• With your thumb and first finger feel along the top of your horse’s neck for the nuchal ligament.  There is no muscle above the nuchal ligament so anything above it is fat, not top line. Another sign of fat accumulation in this area is the ‘wobble’ test (i.e. can the crest be bent from side to side).  However, be aware that very large crests can often become hard and inflexible.
  • Run your hand along your horse’s neck and down towards the shoulder blade, pinch the flesh around his shoulder. If your hand runs smoothly from your horse’s neck to shoulder, it usually means fat has built up in front of the shoulder blades. There should be a natural ‘stop’ for your hand at the shoulder blade.
Section 2. Middle (behind the shoulder blade to the hips and the back)
  • Run your hand diagonally across your horse’s rib cage and using firm pressure (not hard pressure) you should be able to feel the ribs easily.
  • Place your hand at the bottom of your horse’s withers and feel along your horse’s top line. Your hand should naturally arch over the spine, however if fat has built up on either side of the spine your hand will start to flatten.
Section 3. Bottom (hips, pelvis and hindquarters)
  • Standing behind your horse (safely!) place your hand flat on the top of the hindquarters to feel for the top of his pelvis.
  • Run your hand from the hindquarters onto the tail, feeling for the tail bone and any fat pads.
  • Find the ‘hips’ and curve your hand around, ideally you should be able to feel the outline of the bones.
Given each area a separate score out of 0 (emaciated) to 5 (obese), half points can also be awarded to provide increased accuracy. The average score from all 3 section give you an overall body condition score. However if one area is considerably different to another it is important to note this as it may indicate a potential concern.  For example, a cresty neck is often associated with an increased risk of insulin resistance and laminitis.  Ideally, your horse should have a BCS of between 2-3 out of five depending on their level of fitness. Body Condition Scoring and differentiating between fat and muscle can take a little practise, so download our detailed Body Condition Score Guide and try to BCS as many different horses as you can!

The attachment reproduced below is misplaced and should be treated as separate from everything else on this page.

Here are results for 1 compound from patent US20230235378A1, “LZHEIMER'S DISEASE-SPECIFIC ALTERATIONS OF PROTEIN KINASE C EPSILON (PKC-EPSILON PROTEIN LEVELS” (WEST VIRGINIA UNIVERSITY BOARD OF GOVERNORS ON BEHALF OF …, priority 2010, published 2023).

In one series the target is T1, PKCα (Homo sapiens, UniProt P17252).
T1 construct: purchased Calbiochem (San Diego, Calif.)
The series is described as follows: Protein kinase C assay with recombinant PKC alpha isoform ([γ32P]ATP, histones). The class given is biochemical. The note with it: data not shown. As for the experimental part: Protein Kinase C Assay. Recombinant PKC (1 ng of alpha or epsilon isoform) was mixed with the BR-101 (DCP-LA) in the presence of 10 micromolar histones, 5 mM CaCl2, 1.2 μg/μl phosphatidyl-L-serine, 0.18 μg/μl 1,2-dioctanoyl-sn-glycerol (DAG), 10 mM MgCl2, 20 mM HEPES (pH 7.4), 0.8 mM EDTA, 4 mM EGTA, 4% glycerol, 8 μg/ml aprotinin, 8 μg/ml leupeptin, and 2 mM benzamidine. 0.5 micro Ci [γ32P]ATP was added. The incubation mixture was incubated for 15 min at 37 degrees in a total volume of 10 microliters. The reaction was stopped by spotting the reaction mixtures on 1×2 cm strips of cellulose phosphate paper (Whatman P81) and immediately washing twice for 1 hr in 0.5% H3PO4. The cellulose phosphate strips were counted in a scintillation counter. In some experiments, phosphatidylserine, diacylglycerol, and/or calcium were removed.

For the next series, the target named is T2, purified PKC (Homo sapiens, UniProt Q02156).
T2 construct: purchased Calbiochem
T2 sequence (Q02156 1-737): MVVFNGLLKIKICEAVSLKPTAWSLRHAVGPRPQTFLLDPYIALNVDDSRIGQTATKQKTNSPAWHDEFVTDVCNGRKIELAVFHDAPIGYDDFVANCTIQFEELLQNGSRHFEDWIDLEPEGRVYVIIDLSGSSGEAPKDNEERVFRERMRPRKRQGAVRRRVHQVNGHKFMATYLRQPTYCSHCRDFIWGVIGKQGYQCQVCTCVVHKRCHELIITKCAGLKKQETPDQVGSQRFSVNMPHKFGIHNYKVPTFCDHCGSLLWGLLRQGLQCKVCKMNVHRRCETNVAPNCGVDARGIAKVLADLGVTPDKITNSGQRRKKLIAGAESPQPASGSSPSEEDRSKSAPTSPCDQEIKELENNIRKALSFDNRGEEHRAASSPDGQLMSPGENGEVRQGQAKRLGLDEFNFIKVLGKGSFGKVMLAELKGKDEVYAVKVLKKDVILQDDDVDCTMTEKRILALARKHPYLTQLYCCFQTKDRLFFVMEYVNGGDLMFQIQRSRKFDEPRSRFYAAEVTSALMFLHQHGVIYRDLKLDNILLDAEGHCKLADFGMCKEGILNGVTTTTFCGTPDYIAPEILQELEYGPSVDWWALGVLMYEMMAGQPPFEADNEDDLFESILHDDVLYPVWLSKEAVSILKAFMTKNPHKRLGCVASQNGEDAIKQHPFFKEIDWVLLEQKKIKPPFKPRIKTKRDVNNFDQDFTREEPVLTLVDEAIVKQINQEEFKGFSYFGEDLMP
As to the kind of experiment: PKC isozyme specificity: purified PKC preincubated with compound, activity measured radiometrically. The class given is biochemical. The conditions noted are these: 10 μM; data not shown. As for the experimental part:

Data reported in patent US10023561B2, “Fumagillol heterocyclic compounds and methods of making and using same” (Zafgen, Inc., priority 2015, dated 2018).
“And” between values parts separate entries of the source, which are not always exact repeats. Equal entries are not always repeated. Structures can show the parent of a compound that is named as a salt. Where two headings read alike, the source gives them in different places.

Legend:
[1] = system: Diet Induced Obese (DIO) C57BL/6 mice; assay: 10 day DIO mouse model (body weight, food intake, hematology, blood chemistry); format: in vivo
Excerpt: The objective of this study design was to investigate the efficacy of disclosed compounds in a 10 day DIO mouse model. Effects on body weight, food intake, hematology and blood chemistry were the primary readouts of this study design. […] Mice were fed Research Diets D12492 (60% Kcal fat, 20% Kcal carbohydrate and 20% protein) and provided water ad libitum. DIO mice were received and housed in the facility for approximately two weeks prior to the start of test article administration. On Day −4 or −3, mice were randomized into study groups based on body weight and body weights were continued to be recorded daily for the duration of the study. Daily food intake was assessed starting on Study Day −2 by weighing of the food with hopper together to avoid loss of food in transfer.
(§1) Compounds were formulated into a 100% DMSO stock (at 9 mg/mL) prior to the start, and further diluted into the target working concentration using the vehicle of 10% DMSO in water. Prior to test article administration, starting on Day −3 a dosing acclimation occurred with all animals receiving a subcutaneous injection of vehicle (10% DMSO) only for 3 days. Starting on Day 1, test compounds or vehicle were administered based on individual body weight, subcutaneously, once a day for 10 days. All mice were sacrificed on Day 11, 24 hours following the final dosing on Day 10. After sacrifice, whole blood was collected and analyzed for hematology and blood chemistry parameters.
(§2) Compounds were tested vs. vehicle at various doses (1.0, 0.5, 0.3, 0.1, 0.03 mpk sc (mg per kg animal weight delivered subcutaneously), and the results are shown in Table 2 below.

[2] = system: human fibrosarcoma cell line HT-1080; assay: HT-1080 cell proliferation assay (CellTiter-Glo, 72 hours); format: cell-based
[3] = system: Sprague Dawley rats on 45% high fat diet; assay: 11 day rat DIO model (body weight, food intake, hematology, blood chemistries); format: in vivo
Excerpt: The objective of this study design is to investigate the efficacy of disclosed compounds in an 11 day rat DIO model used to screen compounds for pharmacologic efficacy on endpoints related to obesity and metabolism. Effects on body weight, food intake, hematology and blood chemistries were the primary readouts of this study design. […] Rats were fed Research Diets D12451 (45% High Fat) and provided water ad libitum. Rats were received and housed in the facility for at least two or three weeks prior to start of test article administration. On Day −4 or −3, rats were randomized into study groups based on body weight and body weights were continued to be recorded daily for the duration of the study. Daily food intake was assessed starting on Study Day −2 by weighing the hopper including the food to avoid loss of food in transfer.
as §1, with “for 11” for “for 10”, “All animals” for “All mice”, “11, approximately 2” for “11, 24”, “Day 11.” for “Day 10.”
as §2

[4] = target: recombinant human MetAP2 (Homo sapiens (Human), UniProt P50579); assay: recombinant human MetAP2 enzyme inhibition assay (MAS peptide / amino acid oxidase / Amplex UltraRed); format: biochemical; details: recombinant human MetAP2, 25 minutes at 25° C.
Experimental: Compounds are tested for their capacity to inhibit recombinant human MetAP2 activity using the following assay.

Body Condition Scoring Guide BCS-Horse-0-(1).jpg0 – Very Poor/Emaciated
  • Neck – marked ‘ewe’ neck, narrow and slack base.
  • Back & Ribs – skin tight over the ribs, ribs very clearly visible and back bone sharp and easily seen.
  • Pelvis – angular pelvis, skin tight, very sunken rump. Deep cavity under the tail and either side of the croup.
      BCS-Horse-01-(3).jpg1 – Poor
  • Neck - ‘ewe’ neck, narrow and slack at the base.
  • Back & Ribs – Ribs easily visible, skin sunken, either side of the backbone.  Back bone well defined.
  • Pelvis – Rump sunken but skin supply, pelvis and croup prominent, cavity under tail.
      BCS-Horse-02-(4).jpg2 – Moderate
  • Neck – narrow but firm, shoulder blade clearly defined.
  • Back & Ribs – ribs just visible, backbone well covered. Backbone felt but not seen.
  • Pelvis – rump flat either side of the back bone, croup well defined, some fat, slight cavity under the tail.
      BCS-Horse-03-(2).jpg3 – Good
  • Neck – firm, no crest (except stallions), shoulder blades defined.
  • Back & Ribs – ribs just covered, easily felt. No gutter along the back. Backbone covered, but easily felt.
  • Pelvis – covered by fat and rounded, no gutter, pelvis easily felt.
      BCS-Horse-04-(3).jpg4 – Fat
  • Neck – slight crest, wide and firm.
  • Back & Ribs – Ribs well covered, gutter along backbone.
  • Pelvis – pelvis covered, felt with only with firm pressure. Slight ‘apple bottom’ appearance when stand behind the horse.
      BCS-Horse-05-(3).jpg5 –Very Fat
  • Neck – marked crest, very wide & firm, folds of fat.
  • Back & Ribs – ribs buried and cannot be felt. Deep guttering along back, back broad and flat.
  • Pelvis – deep gutter to root of tail, pronounced ‘apply bottom’ appearance, skin distended, pelvis buried, cannot feel.
    Download our Body Condition Score factsheet here [post_title] => Assessing your horse’s body condition score [post_excerpt] => [post_status] => publish [comment_status] => closed [ping_status] => closed [post_password] => [post_name] => assessing-your-horses-body-condition-score [to_ping] => [pinged] => [post_modified] => 2018-01-01 11:13:27 [post_modified_gmt] => 2018-01-01 11:13:27 [post_content_filtered] => [post_parent] => 0 [guid] => https://www.redmills.com/expert-advice/assessing-your-horses-body-condition-score/ [menu_order] => 0 [post_type] => expert-advice [post_mime_type] => [comment_count] => 0 [filter] => raw ) [comment_count] => 0 [current_comment] => -1 [found_posts] => 1 [max_num_pages] => 1 [max_num_comment_pages] => 0 [is_single] => [is_preview] => [is_page] => [is_archive] => 1 [is_date] => [is_year] => [is_month] => [is_day] => [is_time] => [is_author] => [is_category] => [is_tag] => [is_tax] => 1 [is_search] => [is_feed] => [is_comment_feed] => [is_trackback] => [is_home] => [is_privacy_policy] => [is_404] => [is_embed] => [is_paged] => [is_admin] => [is_attachment] => [is_singular] => [is_robots] => [is_posts_page] => [is_post_type_archive] => 1 [query_vars_hash:WP_Query:private] => 76ce243862dce4d1f808d95758669766 [query_vars_changed:WP_Query:private] => 1 [thumbnails_cached] => [stopwords:WP_Query:private] => [compat_fields:WP_Query:private] => Array ( [0] => query_vars_hash [1] => query_vars_changed ) [compat_methods:WP_Query:private] => Array ( [0] => init_query_flags [1] => parse_tax_query ) )